Verifying the income of prospective tenants should be a top priority for landlords during the applicant screening process. These days, forging documents is easier than it should be. So, while pay stubs are still the best proof of income, landlords should look for multiple documents that can verify what a tenant would be bringing in each month to ensure they can afford the rent. On top of paystubs, there are multiple ways to verify income.
Landlords may ask applicants for their two most recent tax returns which can be sent by mail from the IRS, an accountant, or downloaded online. Since many people use tax preparation software, tax returns can be accessed rather quickly and easily.
Tax returns provide a wealth of useful information to landlords, such as past employers, the amount of total income, and previous addresses. All information can be used to verify what has been put on the rental application and prove whether the applicant can afford the space.
By asking for a prospective tenants past two bank statements, landlords are able to verify paystubs. Statements also allow landlords to look into a tenant’s month to month finances to determine if they are financially responsible and therefore a reliable tenant.
When analyzing bank statements, landlords should look for an applicant’s ability to save. A great applicant may have three to six months of cash reserves, as this demonstrates financial stability and responsibility.
Letter from Employer
Less intrusive than the previous verification methods, landlords may request a letter from a prospective tenant’s current employer. This, of course, should be requested along with pay stubs, as it is not enough to verify income. It can, however, confirm the information on the paystubs and serve as a letter of recommendation for the applicant.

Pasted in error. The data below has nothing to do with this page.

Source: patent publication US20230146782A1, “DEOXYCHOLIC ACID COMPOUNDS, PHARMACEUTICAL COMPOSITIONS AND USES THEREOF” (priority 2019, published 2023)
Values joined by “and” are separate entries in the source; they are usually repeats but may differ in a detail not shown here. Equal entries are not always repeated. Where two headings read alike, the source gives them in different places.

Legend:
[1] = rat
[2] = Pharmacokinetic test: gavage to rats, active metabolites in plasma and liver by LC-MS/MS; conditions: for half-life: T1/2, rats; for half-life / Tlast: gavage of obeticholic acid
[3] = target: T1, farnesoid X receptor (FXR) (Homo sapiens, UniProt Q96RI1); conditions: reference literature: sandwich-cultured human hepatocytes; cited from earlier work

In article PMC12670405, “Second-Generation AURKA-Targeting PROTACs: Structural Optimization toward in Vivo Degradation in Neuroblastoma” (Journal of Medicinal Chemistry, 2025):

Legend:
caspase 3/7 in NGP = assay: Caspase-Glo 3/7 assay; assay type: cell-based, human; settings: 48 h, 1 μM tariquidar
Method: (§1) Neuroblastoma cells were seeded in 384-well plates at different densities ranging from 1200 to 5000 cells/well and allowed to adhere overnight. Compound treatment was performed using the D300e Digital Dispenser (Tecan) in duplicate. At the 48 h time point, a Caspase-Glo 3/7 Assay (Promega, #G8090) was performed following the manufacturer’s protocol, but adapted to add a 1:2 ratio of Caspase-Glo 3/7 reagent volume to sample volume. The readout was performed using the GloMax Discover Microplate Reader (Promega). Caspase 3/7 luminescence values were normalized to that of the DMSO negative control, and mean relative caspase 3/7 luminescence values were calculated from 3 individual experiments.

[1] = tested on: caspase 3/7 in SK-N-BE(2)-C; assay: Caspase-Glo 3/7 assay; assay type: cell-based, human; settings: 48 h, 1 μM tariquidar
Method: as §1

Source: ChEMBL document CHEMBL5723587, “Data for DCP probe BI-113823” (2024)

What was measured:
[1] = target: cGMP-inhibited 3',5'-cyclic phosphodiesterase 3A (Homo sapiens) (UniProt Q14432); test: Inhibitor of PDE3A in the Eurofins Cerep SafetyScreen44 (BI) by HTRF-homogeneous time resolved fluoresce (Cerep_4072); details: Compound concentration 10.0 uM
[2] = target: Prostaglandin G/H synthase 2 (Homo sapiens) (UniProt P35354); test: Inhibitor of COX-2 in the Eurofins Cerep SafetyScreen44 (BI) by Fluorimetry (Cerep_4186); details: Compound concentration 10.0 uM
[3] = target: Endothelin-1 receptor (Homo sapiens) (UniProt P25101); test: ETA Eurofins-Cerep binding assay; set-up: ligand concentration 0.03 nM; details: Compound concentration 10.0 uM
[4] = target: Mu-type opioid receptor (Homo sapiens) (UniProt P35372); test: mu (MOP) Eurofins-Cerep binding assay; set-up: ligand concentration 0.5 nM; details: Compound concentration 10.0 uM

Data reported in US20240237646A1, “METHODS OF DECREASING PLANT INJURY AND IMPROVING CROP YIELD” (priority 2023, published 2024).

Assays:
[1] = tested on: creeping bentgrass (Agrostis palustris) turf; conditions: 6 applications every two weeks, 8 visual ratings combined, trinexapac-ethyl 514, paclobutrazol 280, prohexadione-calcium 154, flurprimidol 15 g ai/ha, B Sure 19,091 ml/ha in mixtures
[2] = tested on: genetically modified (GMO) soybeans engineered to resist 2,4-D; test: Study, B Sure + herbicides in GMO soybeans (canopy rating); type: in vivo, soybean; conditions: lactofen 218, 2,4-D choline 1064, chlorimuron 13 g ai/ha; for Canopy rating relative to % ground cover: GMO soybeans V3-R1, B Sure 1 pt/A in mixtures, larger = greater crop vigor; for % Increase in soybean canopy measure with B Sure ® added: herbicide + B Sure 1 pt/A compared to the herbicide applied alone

Ask your prospective tenant to request a letter from their employer that outlines how much they earn and how often they’re paid. The letter should include dates of employment and the position the applicant holds. Just make sure the letter is on official company letterhead to ensure that it is not forged.
If you’re unsure of whether a document an applicant submits to you is forged or not, you have a few options to ensure the wool isn’t being pulled over your head. For example, a close analysis of pay stubs or bank statements can often illuminate inconsistencies. You can also perform an online search of an applicant and their employer. Social media profiles will often list current employment and many companies have employee pages that can confirm employment.
Protecting your investment and property is essential, so make sure you’re taking the right steps to ensure prospective tenants will be able to uphold their side of the deal.